Even with “only” short time jobs you can benefit
The subject of maternity compensation is complicated for female musicians. Usually, the activity consists of permanent employment (e.g. music school), temporary employment (e.g. short time jobs) and freelance work (e.g. own chamber music ensemble).
In order to find out how a musician can get the maternity allowance she is entitled to, the SVA Zurich provided us with information on specific questions. Important; our questions are based on the assumption that the musician is resident in the Canton of Zurich, has Swiss citizenship or a C-card and is registered with the SVA as a self-employed person.
1. A female musician plays regularly with an orchestra (temporary employment). To apply for maternity compensation, the musician now sends the application or the supplementary sheet to the named orchestra. However, the orchestra refuses to complete it. What can the musician do?
In principle, the mother can submit the application for maternity compensation to the SVA Zurich herself; this does not necessarily have to be done via the employer. Certain information from the employer is required in the application. The supplementary sheet is only necessary if the musician has several employers. If the application or the supplementary sheet has not yet been completed by the employer, the Compensation Office will write directly to the employer and ask him/her to complete the relevant information.
2. Does it make a difference for the calculation of maternity compensation whether a musician is self-employed for her main job or as a part-time job?
No. The basis for calculating maternity compensation is the total income earned during the 12 months preceding the birth.
3. A musician was briefly taken ill several times in the 12 months before her birth and therefore earned less money in self-employment. Unfortunately, she also has no daily sickness benefit insurance. How is this loss of income dealt with when calculating maternity compensation?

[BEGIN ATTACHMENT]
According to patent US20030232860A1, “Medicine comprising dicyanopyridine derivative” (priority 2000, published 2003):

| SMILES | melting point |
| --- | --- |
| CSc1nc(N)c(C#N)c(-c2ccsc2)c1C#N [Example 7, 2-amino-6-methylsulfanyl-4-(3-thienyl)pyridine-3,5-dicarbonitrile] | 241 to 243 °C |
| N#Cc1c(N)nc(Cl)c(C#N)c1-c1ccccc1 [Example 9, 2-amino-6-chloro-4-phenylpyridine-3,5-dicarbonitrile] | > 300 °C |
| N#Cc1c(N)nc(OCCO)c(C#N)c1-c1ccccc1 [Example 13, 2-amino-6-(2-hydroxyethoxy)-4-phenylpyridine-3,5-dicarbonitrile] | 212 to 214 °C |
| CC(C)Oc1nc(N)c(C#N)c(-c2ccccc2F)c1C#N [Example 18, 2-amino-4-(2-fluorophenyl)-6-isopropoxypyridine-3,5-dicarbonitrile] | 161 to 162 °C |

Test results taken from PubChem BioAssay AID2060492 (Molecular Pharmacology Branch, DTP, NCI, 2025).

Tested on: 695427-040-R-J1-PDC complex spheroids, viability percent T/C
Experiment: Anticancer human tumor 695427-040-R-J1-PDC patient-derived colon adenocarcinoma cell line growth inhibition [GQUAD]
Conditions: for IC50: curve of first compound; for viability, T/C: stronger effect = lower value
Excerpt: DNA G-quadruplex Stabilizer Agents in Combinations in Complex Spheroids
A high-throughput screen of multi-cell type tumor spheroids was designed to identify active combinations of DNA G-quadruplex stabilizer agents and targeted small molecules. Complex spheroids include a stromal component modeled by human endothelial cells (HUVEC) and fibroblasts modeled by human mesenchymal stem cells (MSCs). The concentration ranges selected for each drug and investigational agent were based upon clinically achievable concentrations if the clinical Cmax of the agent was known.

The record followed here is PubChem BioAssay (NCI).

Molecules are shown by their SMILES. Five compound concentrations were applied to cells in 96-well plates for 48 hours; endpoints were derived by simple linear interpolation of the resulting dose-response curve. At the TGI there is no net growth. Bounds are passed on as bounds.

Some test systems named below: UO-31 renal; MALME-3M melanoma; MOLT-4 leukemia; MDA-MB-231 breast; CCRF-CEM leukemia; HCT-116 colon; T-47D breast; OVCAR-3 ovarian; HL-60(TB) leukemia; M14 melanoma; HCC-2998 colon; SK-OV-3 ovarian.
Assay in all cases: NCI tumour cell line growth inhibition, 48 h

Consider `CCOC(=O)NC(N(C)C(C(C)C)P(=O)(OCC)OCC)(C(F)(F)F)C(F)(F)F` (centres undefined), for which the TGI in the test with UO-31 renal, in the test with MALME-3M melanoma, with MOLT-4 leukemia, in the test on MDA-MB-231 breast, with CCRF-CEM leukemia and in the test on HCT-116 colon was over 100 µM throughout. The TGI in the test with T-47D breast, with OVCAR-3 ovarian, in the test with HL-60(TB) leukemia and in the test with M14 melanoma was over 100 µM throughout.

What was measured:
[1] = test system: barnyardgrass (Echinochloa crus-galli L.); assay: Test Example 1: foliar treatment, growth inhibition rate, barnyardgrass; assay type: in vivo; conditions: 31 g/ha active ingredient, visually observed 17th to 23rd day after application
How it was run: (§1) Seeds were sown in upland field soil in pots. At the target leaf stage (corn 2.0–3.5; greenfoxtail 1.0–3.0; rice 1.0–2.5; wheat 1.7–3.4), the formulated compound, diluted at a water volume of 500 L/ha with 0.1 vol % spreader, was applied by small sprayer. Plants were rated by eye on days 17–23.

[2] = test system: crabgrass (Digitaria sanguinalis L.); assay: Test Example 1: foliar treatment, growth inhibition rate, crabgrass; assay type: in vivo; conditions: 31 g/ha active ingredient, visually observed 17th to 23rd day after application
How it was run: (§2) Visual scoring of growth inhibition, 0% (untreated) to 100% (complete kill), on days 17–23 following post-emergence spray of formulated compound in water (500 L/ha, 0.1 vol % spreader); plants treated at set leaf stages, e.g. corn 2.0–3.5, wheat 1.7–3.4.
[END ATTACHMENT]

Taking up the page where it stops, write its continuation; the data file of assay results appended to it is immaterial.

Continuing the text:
The calculation of maternity compensation is always based on the income of the last 12 months before the birth. Loss of income due to illness may not result in a reduction in the calculation of maternity compensation. The calculation does not take into account a hypothetical income, but the days on which the employee could not earn any income or only a reduced income due to illness or accident are not taken into account (Rz 5008 Guidelines to the Income Compensation Regulation for Service Providers and Maternity (WEO)).
4. Eight weeks BEFORE the birth a ban on work from 20:00 o’clock applies. However, concerts often end clearly after 20:00 o’clock. Does a musician have to refuse the requests now therefore (as self-employed and / or as temporary employee) or may she work voluntarily anyway?
Yes, from 8 weeks before the birth a pregnant woman is not allowed to work after 8 pm. She must therefore refuse all work after 8 p.m..*
5. If she had to refuse all requests after 8 p.m.; what would be the consequences if the musician worked anyway ( self-employed and/or temporarily)?
With regard to social security entitlements, working after 8 pm has no consequences. However, the musician violates labor law regulations and the employer must expect at most consequences (sanctions) in this context in the event of a possible inspection.*
6. The musician now refuses these requests after 8 pm and therefore has a significant loss of pay. How is this taken into account when calculating maternity compensation?
If the musician can provide evidence of the requests, she may still include this lost income in the calculation of the maternity allowance.*
*Note by subito mf: According to Art. 35a Employment during maternity gilt a ban on working after 8 p.m. applies from eight weeks before the birth.
In the Labor Code ArG Articles 2 and 3, explicit exceptions to this rule are provided for. Exceptions are, among others, public institutions (these can be music schools, depending on the integration and structure of the organization), work in the service of churches, independent artistic activities as well as teachers at private schools (list not exhaustive). We therefore recommend that the individual case be examined in detail.
During 8 weeks AFTER the birth an absolute ban on working applies. For these 8 weeks, the musician will receive maternity compensation based on her income from permanent and temporary employment and on her self-employment. The SVA pays maternity compensation for a maximum of 14 weeks.
7. Is the musician now allowed to work again from the 8th week after birth?
8. Does she have to report this to the SVA?
Yes, it is a duty.
9. From the moment she resumes work, she no longer receives maternity compensation?
10. Breastfeeding: Is the paid breastfeeding period paid by the SVA or is the employer responsible for it?
The employer is responsible for this.